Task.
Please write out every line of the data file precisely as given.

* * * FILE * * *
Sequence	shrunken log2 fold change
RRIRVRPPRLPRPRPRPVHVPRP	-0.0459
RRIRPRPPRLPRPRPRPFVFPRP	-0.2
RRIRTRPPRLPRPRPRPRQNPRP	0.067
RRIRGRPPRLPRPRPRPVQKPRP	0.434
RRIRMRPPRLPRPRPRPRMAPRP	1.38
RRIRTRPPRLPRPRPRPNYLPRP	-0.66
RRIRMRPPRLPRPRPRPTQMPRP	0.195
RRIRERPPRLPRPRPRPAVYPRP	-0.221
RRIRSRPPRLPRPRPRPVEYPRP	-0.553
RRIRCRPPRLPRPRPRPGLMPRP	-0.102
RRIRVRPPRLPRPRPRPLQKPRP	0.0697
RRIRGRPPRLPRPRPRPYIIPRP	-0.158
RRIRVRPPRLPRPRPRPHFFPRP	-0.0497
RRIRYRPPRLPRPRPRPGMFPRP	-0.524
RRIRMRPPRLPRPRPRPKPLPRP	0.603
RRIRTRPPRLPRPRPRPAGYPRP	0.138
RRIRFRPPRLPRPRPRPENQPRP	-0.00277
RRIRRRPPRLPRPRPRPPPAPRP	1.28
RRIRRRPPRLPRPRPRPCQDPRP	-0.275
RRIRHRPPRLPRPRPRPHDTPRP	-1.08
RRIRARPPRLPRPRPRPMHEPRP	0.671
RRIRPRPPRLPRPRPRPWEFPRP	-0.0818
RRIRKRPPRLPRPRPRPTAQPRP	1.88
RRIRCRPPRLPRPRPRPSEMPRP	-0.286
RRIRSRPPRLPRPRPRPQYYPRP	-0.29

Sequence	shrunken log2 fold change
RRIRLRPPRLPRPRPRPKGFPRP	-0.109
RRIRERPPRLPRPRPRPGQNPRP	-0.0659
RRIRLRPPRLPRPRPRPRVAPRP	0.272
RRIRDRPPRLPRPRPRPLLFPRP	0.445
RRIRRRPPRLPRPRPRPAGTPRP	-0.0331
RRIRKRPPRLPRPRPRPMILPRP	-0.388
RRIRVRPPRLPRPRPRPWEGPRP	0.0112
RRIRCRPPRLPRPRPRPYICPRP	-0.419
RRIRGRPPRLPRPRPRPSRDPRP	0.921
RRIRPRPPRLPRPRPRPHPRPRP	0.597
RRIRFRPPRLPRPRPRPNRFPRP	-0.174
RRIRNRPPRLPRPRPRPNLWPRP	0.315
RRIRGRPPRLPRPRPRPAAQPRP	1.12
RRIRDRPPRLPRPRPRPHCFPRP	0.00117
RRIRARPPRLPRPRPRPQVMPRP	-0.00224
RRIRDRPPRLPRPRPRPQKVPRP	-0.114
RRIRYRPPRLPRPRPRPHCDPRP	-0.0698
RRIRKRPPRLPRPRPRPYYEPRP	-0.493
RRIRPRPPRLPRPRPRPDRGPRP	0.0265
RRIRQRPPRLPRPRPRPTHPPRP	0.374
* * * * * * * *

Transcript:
Sequence	shrunken log2 fold change
RRIRVRPPRLPRPRPRPVHVPRP	-0.0459
RRIRPRPPRLPRPRPRPFVFPRP	-0.2
RRIRTRPPRLPRPRPRPRQNPRP	0.067
RRIRGRPPRLPRPRPRPVQKPRP	0.434
RRIRMRPPRLPRPRPRPRMAPRP	1.38
RRIRTRPPRLPRPRPRPNYLPRP	-0.66
RRIRMRPPRLPRPRPRPTQMPRP	0.195
RRIRERPPRLPRPRPRPAVYPRP	-0.221
RRIRSRPPRLPRPRPRPVEYPRP	-0.553
RRIRCRPPRLPRPRPRPGLMPRP	-0.102
RRIRVRPPRLPRPRPRPLQKPRP	0.0697
RRIRGRPPRLPRPRPRPYIIPRP	-0.158
RRIRVRPPRLPRPRPRPHFFPRP	-0.0497
RRIRYRPPRLPRPRPRPGMFPRP	-0.524
RRIRMRPPRLPRPRPRPKPLPRP	0.603
RRIRTRPPRLPRPRPRPAGYPRP	0.138
RRIRFRPPRLPRPRPRPENQPRP	-0.00277
RRIRRRPPRLPRPRPRPPPAPRP	1.28
RRIRRRPPRLPRPRPRPCQDPRP	-0.275
RRIRHRPPRLPRPRPRPHDTPRP	-1.08
RRIRARPPRLPRPRPRPMHEPRP	0.671
RRIRPRPPRLPRPRPRPWEFPRP	-0.0818
RRIRKRPPRLPRPRPRPTAQPRP	1.88
RRIRCRPPRLPRPRPRPSEMPRP	-0.286
RRIRSRPPRLPRPRPRPQYYPRP	-0.29

Sequence	shrunken log2 fold change
RRIRLRPPRLPRPRPRPKGFPRP	-0.109
RRIRERPPRLPRPRPRPGQNPRP	-0.0659
RRIRLRPPRLPRPRPRPRVAPRP	0.272
RRIRDRPPRLPRPRPRPLLFPRP	0.445
RRIRRRPPRLPRPRPRPAGTPRP	-0.0331
RRIRKRPPRLPRPRPRPMILPRP	-0.388
RRIRVRPPRLPRPRPRPWEGPRP	0.0112
RRIRCRPPRLPRPRPRPYICPRP	-0.419
RRIRGRPPRLPRPRPRPSRDPRP	0.921
RRIRPRPPRLPRPRPRPHPRPRP	0.597
RRIRFRPPRLPRPRPRPNRFPRP	-0.174
RRIRNRPPRLPRPRPRPNLWPRP	0.315
RRIRGRPPRLPRPRPRPAAQPRP	1.12
RRIRDRPPRLPRPRPRPHCFPRP	0.00117
RRIRARPPRLPRPRPRPQVMPRP	-0.00224
RRIRDRPPRLPRPRPRPQKVPRP	-0.114
RRIRYRPPRLPRPRPRPHCDPRP	-0.0698
RRIRKRPPRLPRPRPRPYYEPRP	-0.493
RRIRPRPPRLPRPRPRPDRGPRP	0.0265
RRIRQRPPRLPRPRPRPTHPPRP	0.374